By the time your children are pre-teens, they should be able to set an alarm and get themselves ready for school. Why is this so important? Simply put, they need to understand the importance of being responsible. If you're constantly letting them sleep in and then rush out the door at the last minute, this can roll over into other aspects of their life. Instead of doing homework assignments early, they might wait until the last minute and get a bad grade. And as they enter adulthood, they could continue this behavior in both their personal and professional life.
Learn How to Pitch In
Your children also need to give without always having to receive. Although it’s normal to want to be rewarded for helping out, it shouldn’t be their motivation to do so. As a parent, you need to instill good habits in them. One of them includes wanting to help just for the sake of helping. Whether it's helping do the dishes, getting an item someone else can't reach and even just asking if someone needs help is an essential skill for life. It makes you more dependable and trustworthy.
Advocate for Themselves
If there's one skill every child needs to learn, it's advocating for themselves. Self-advocacy is when a person openly talks about their thoughts and feelings. Many people these days often shy away from discussing how they feel. In some cases, they might even start to question their own beliefs and doubt themselves. As a result, this can cause uncertainty and insecurity within children. It's very important to teach them the importance of self-advocacy as it instills self-confidence.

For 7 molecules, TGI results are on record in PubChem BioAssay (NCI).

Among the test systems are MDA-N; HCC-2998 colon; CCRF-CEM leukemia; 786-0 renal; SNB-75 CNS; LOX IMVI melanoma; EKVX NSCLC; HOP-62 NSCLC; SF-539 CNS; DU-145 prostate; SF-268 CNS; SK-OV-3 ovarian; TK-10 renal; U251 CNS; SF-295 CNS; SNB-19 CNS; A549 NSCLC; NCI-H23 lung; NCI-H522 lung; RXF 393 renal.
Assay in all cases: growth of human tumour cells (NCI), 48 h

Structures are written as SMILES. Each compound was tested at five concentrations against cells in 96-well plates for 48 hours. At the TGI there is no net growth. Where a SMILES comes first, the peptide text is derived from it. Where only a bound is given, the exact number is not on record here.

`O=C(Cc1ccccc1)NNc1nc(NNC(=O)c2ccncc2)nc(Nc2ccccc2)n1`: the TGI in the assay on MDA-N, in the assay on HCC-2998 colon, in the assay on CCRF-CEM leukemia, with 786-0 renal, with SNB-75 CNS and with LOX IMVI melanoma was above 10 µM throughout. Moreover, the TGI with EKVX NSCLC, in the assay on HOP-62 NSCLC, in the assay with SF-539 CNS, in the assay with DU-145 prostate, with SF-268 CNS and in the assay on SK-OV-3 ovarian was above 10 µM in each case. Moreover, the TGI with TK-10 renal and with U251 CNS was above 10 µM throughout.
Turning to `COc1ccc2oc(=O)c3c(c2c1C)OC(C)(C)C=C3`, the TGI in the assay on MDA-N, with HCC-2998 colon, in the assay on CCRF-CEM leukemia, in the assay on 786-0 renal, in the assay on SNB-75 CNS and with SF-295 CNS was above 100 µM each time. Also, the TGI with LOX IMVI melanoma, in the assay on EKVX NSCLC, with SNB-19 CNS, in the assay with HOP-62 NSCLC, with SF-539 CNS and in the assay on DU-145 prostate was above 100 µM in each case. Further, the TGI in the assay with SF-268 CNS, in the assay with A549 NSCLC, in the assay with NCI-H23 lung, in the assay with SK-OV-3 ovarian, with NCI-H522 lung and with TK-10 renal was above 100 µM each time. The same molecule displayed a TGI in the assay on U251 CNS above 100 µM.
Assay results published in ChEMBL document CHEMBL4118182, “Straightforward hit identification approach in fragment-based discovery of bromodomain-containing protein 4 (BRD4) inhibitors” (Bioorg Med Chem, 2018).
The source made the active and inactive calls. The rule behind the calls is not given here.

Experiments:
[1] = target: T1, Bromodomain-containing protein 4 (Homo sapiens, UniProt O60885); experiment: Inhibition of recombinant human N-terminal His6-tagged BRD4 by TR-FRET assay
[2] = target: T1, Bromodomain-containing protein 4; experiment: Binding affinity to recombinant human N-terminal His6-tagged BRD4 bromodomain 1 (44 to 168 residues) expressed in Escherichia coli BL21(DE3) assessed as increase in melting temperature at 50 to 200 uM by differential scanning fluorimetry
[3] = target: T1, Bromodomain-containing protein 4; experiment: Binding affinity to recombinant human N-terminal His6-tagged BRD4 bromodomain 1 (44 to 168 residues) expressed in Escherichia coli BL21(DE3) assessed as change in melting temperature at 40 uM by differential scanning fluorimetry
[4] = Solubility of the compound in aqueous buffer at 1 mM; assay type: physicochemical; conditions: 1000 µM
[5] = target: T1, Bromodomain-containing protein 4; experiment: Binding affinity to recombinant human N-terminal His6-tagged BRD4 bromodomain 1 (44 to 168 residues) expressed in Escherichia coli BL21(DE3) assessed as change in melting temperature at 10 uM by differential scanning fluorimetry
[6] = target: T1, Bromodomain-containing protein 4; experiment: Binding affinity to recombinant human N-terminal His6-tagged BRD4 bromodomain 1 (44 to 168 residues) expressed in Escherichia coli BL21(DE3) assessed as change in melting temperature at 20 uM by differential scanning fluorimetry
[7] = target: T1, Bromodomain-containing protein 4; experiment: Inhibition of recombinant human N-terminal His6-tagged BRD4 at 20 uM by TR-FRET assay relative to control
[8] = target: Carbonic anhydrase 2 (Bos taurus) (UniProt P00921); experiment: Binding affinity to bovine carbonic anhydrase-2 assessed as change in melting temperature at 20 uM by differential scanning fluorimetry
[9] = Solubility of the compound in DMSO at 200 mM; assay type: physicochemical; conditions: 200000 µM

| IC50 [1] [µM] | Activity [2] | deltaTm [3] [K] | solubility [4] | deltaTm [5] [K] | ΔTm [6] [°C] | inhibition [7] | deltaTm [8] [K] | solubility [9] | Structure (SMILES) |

One of the biggest detriments to a child's development is the inability to focus. Children are very curious and will turn their head to the first thing they see or hear. However, because their minds are still developing, it shouldn't be too difficult to help them learn how to maintain their focus. A great way to accomplish this is to have them stick to a schedule, build good habits and go about a routine. Not only will this help learn how to be more independent, it also teaches them how to control themselves.
Critical Thinking and Problem Solving
The world as we know it is very complex. This is largely due to the fact that everything can change at a moment's notice. In fact, change can cause a lot of problems for some people because they're unsure on how to adapt.
You can help children overcome this issue by teaching them to think critically and teaching them to adapt by giving them various problems to solve. To make it fun, have them play pretend by themselves or with their friends. They can make up their own problems as well as their own solutions all with their imagination. You can even give them puzzles, board games and even learning how to properly tie their shoelaces.
About the Author
Drew Allen is a financial enthusiast, seasoned blogger, music and sports fanatic. He enjoys spending time outdoors with his wife and daughter fishing and boating. He is dedicated to his 20+ year career in the banking, mortgage, and personal finance industry.